OK, it’s been six months, I don’t know why. But I do know that with Readercon this past weekend, I feel like writing again all of a sudden. I felt this way last year after Boskone, too, and it lasted maybe a week, let’s see how we do this time.

Guests of honor this time around were China Mieville and James Morrow. Imagine my surprise when I had Mr. Mieville autograph two of his books, only to have him open the first one and discover that he’d already signed it for me. Usually I remember standing in line to get someone’s autograph, but I have no recollection of it whatsoever. Must’ve been a Worldcon, maybe Toronto, maybe Boston, I don’t remember. Fortunately he hadn’t signed the other one.

Programming was a little bit of everything. Geoff Landis did a slide show talk about the planets which should’ve been longer, because he didn’t get through all of them (no thanks to a couple of people in the front row who kept asking two-minute questions). Most of the usual suspects were there, no Delaney, no Jim Kelly, but did see Tom Disch a few times, I’d only seen him briefly once before. Barry Longyear was there, but I didn’t see any of his panels. Someone asked Mieville whether he was influenced by Doctor Who, and he said he hadn’t thought so until he realized recently that what happens to one of the alien races in Perdido Street Station was basically the same thing as happens in The Masque of Mandragora, but I think he’s thinking of the Mandrells in Nightmare of Eden. Same Doctor different episode. I think there’s a paper in there somewhere, “Who References in the work of China Mieville”. He also indicated he was happiest with The Iron Council out of all his novels, which of course is the one I had the most trouble with, it’s probably the most literary, but I thought the literariness caused the story to take a back seat, unlike the first two New Crobuzon books that managed to juggle both equally well. I meant to tell him that I thought he was robbed when The Scar lost to Hominids, but I was distracted by the autograph incident and I’m sure he already knows it anyway.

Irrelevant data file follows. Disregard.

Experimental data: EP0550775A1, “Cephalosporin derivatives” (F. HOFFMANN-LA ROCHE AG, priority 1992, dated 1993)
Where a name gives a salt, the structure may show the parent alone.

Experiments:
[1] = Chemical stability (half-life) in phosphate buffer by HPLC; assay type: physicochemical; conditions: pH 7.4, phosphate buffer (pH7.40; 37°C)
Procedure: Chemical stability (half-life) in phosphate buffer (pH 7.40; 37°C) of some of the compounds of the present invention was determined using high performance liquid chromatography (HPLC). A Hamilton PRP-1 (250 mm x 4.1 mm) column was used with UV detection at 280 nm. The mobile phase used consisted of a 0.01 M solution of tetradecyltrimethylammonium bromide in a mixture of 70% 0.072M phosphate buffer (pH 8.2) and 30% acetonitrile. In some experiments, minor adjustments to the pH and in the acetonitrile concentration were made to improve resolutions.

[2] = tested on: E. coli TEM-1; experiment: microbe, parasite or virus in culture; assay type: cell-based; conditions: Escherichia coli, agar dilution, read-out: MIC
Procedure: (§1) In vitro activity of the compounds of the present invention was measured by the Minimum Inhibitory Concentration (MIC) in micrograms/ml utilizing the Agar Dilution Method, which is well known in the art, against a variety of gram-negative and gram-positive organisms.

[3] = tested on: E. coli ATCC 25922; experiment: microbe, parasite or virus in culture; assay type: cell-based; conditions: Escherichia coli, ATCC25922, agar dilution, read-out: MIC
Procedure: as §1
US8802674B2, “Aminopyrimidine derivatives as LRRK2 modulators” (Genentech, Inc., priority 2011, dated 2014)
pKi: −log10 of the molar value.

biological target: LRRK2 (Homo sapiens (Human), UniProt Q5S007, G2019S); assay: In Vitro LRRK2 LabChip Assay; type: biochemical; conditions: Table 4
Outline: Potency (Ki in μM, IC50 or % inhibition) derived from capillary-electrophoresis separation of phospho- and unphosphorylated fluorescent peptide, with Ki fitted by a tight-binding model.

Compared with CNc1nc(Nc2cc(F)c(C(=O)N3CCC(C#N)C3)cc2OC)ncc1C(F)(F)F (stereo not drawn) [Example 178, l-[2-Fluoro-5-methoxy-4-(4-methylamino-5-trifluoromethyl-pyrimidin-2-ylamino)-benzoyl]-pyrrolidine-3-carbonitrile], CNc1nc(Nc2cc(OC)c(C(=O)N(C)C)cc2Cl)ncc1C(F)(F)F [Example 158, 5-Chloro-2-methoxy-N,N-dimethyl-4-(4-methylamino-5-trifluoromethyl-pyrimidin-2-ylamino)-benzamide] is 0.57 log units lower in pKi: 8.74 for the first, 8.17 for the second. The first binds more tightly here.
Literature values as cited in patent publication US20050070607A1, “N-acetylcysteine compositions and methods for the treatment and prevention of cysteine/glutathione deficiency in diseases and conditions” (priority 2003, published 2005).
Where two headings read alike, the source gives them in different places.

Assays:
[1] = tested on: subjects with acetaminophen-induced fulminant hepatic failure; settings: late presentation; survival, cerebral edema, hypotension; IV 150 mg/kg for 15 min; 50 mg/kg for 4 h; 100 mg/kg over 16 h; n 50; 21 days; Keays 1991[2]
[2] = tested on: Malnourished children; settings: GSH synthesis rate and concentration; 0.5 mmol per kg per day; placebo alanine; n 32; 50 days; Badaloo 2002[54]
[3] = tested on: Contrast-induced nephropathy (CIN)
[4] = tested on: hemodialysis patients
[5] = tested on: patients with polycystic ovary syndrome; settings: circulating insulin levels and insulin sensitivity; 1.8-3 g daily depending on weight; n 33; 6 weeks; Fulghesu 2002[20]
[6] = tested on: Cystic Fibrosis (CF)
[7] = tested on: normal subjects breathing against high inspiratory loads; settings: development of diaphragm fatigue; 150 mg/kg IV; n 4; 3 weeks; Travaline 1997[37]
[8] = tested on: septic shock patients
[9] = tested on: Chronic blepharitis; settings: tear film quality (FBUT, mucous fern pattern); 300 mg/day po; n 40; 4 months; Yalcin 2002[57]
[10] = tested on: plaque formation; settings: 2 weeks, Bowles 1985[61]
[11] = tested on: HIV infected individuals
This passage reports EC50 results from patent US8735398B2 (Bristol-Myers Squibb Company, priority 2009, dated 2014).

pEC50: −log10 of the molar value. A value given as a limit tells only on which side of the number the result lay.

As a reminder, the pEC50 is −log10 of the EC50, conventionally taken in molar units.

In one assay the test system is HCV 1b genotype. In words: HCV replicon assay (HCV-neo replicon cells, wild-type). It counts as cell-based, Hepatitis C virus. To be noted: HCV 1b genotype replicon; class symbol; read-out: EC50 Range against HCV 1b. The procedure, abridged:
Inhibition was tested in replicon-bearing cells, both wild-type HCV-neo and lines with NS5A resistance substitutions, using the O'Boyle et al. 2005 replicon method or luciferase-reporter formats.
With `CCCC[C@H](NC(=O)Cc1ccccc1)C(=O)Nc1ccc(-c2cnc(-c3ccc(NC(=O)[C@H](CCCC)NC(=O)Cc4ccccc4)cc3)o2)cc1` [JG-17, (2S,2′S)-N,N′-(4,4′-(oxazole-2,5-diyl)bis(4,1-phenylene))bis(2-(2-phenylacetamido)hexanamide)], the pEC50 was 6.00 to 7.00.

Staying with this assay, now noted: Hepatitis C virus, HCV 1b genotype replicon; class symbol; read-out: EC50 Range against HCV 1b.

Memorial guest of honor was Jorge Luis Borges, not an sf writer, but someone who wrote enough in a “magic realism” style to have influenced a vast swath of other sf writers. I picked up an anthology of Borges writings last week, since I’d never read anything by him previously (not good reading group material since he only wrote short stories, and most of them are very short). It’s always fun to read sfnal ideas treated by people outside the field, and Borges spare but evocative prose, given a couple of readings, gives you a sense of awe of what he can accomplish in such a short space, breaking many of the rules of writing. Jeffrey Ford gave the example that new writers are always told “show, don’t tell”, but he said Borges almost always just tells, and gets away with it.

So after reading group Wednesday night, chorale board meeting Thursday night, and then Readercon, this is my first night home in nearly a week. Let’s see if I can keep this blog going for a while. Since I’ve had some time away, I’ve got a few things to talk about, just need the energy to get it down.